Of course, this wall is purposefully ruined, or was chosen due to its awful state... unlike a college dorm.
This is something that can be achieved with a few textures and art in a video game. That being said, you don't get the same authentic, dust-in-the-nose vibe as a real wall like this one.
This was so funny to watch. The actress that plays Laura Croft in Tomb Raider is such a fun and playful individual. She constantly has moments behind-the-scenes where she can't keep a straight face or decides to have fun while the camera is off.
This shot of her goofing off really doesn't do it justice.
This was a whole thing where she started pretending to swim, and then dance while being held up in mid-air. Kudos to her for making the most of things.
Another green screen. I totally understand why they would want to run away from it, though.
Silent Hill was co-written/produced by Christophe, who was an avid player and fan of the Silent Hill game. He really understood the limits and restrictions between games and movies as mediums for storytelling, "a game is a game, and a film is a film." (Gans). He went into the project knowing there would be challenges, and he used his knowledge in both mediums to spin a successful movie.
This is much, MUCH, more impressive in the actual movie. The way it is now if just plain entertaining -- and not for the right reasons. Gul'Dan is this ominous, shaman-turned-demonic orc with nothing but hatred and menace to fuel him.
This is just an actor in a blue suit holding a stick.
Really puts things into perspective, doesn't it? It also shows the capabilities behind CGI and animation. It's technological sorcery, folks. CGI is something that has seriously closed a gap between video games and movies, because it makes so many more creatures, events, and even worlds possible.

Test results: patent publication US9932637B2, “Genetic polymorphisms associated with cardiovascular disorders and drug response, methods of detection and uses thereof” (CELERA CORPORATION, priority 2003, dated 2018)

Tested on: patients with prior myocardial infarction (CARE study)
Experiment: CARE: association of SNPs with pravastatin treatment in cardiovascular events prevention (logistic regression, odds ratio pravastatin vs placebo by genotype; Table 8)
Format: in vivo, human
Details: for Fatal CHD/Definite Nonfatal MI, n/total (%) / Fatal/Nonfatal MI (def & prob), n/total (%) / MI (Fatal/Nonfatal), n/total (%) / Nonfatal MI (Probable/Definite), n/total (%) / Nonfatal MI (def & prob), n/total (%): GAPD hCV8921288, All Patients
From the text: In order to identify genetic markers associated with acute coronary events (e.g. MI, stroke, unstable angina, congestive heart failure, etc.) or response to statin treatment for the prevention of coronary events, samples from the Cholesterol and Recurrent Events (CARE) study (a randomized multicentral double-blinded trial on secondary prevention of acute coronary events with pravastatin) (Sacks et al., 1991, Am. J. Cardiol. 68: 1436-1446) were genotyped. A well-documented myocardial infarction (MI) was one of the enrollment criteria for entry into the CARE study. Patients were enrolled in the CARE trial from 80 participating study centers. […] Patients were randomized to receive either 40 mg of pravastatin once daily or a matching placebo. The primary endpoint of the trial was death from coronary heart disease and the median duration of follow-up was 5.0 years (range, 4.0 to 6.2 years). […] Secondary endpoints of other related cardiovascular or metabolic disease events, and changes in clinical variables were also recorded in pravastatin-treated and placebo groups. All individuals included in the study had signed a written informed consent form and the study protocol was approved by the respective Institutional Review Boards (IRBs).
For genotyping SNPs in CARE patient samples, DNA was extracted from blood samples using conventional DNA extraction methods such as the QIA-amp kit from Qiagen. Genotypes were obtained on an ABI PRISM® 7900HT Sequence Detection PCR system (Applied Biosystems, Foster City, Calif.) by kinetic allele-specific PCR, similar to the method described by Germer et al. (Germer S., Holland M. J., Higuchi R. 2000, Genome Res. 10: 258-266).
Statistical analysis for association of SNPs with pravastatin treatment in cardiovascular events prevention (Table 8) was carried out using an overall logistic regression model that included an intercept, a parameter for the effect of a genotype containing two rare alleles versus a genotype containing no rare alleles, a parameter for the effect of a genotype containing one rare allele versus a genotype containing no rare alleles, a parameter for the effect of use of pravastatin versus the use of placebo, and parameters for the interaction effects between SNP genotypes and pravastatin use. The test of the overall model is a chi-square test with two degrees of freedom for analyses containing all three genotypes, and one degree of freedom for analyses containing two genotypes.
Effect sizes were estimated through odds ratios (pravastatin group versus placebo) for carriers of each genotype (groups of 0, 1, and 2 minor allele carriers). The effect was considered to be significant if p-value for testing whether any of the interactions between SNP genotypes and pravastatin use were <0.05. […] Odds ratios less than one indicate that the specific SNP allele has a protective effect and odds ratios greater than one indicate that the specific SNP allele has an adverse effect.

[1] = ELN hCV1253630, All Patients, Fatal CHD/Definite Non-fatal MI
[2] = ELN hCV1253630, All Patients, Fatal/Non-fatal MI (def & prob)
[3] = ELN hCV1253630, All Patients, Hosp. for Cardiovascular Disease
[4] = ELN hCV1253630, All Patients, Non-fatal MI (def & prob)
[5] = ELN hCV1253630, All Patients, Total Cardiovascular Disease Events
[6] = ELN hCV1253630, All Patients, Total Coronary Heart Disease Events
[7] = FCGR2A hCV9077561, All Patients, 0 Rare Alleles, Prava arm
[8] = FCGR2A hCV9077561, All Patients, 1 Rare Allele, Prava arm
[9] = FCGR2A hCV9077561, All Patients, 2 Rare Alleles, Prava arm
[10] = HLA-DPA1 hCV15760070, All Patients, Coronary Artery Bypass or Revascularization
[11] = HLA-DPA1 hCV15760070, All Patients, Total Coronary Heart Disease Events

This movie took a "leap of faith" with their stunts. Michael and his stunt double, Damien for example, achieved a lot of natural and organic jumps, flips, and parkour within the film.
No green screen in this one, folks.
Apparently very little green screen was used in the making of the film, which is commendable. Another amazing feat was when Damian preformed a leap of faith from 120 feet without a rope and landed into a bag. Michael did do almost all of his own stunts, while Damien did the really dangerous and expert-level ones.
Silent Hill's main cast is almost all female, with the exception of Sean Bean (to which I would never complain over his appearance)
Christophe did this on purpose, but was it a good idea?
It was already a risk changing the gender of the protagonist, but he did it knowing that most of the main cast would be female. Even the cop that gets pulled into the mix is female. I personally won't complain, because I found the story more relatable and organic (the dialogue needed some work, though).
This is a cute little Easter egg, and it really speaks to how committed the co-producer is to the Warcraft franchise. To many, Warcraft is more than a long stream of video games. It is a livelihood, an endless fountain of stories and lore, and even the beginning of a life-long career.
It speaks volumes when the makers of a movie are invested enough to want to be a part of the world they made.
Next time I watch Warcraft I am going to see if I can find him in the background.
This is a bit of a stretch, but think about it and keep up with me on this one. So, let's say in a game you get to a pivotal moment and a super sappy/inspiring/amazing/whatever it is cut-scene comes on. You sit there, leaning into your monitor with your hands at the ready just in case you might need to go through a timed mechanic and push a button.
Movies are the opposite. It's as if there's an extra layer between you and the scene you're watching.
Why? Because you're sitting there, leaned back with your hands inside your pockets/snacks/whatever it is you're doing while you watch. The person who is leaned over and at the ready is the cameraman -- not you. You are watching through the lens of someone else. It's nowhere near as immersive.